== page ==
The argument for intervention

posted at 11:45 am on October 1, 2008 by Ed Morrissey

King Banaian, chair of the Economics department at St. Cloud State University and a fellow at the Minnesota Free Market Institute, makes an argument for government intervention to resolve the financial crisis at The American Experiment.  King, a free-market economist, argues that the problem facing financial institutions is the utter lack of a market for ill-advised derivatives based on previous, and even more ill-advised, government intervention.  As long as the action taken now does not involve coercion, King believes that the US government can create a free market that will allow proper valuation of these derivatives:

The “free market” did not get us into this mess, but we need the free market to get us out.  For that to happen, the free market needs government as a partner, whether conservatives like that idea or not. …

[W]e suffer from more than a liquidity crisis at this time, and the most disconcerting for the free marketer is that many assets and derivatives on the banks’ balance sheets have an undetermined price.  Mortgages on real properties are relatively easy to liquidate, but some other bank assets are relatively new securities innovations that turned out to be bad ideas.  How these will be liquidated is unknown.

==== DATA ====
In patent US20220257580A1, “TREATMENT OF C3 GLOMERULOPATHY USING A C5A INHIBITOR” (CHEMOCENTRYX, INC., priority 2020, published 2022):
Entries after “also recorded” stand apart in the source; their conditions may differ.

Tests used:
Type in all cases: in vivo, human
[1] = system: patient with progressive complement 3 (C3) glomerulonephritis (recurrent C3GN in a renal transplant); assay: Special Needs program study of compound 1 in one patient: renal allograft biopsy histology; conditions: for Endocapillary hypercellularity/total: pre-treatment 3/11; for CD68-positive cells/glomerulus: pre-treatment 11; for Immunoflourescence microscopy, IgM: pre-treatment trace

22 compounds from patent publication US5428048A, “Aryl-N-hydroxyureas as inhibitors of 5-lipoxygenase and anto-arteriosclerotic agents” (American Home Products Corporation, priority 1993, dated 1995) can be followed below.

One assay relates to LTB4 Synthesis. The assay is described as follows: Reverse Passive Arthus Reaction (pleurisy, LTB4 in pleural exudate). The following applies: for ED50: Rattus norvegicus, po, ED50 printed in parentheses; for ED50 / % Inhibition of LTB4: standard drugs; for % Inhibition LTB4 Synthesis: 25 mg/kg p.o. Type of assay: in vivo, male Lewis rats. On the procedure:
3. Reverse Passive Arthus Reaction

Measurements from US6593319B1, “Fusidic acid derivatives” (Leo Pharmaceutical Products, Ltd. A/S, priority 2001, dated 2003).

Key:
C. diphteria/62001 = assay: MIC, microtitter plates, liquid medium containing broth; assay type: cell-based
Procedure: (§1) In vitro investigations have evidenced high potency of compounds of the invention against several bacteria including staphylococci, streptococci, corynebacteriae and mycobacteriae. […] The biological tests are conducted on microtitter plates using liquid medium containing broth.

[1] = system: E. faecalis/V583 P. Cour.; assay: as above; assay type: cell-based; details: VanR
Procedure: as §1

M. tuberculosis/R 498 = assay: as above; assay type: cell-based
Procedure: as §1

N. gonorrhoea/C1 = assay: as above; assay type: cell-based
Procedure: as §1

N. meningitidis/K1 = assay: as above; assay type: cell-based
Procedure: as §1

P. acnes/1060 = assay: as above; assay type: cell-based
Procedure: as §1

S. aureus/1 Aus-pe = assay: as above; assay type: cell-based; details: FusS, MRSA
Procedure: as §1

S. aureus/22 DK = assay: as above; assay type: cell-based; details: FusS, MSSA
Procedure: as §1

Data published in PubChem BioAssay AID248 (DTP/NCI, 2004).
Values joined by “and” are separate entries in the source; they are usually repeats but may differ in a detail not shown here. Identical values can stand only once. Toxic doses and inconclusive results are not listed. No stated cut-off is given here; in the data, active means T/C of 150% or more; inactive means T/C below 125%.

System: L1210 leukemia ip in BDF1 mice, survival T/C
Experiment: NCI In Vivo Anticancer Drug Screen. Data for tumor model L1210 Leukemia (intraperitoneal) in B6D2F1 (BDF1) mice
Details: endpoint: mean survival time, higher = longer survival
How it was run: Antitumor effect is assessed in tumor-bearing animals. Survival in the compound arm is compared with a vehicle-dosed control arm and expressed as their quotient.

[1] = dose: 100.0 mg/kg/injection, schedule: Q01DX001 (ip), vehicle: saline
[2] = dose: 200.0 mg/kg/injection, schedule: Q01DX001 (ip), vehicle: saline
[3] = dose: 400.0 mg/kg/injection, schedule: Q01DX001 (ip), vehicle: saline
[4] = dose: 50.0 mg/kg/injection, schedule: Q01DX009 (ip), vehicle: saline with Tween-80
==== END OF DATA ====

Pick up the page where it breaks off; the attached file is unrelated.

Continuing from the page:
Ideally the government can act as a “market maker of last resort” in these securities, just as the Federal Reserve was envisioned as a lender of last resort for the liquidity crises of old.  If the government can create a market where none exists, our system might recover without too much violence done to it.

Free markets do not mean always private markets.  Free markets mean markets with an absence of coercion.  It is possible for government to step forward for a missing market and not be coercive.  A bailout that did not consume taxpayer dollars would be one example.

I’ve also argued that the government that created the crisis through fraudulent business practices has a responsibility to provide at least part of the solution.  The derivatives got out of hand, and that was the fault of the private sector, but without the massively overvalued securities issued by Fannie Mae and Freddie Mac, and without their insatiable thirst for lending paper allowing lenders to issue loans risk-free, the derivatives wouldn’t present anywhere near the problem they do now.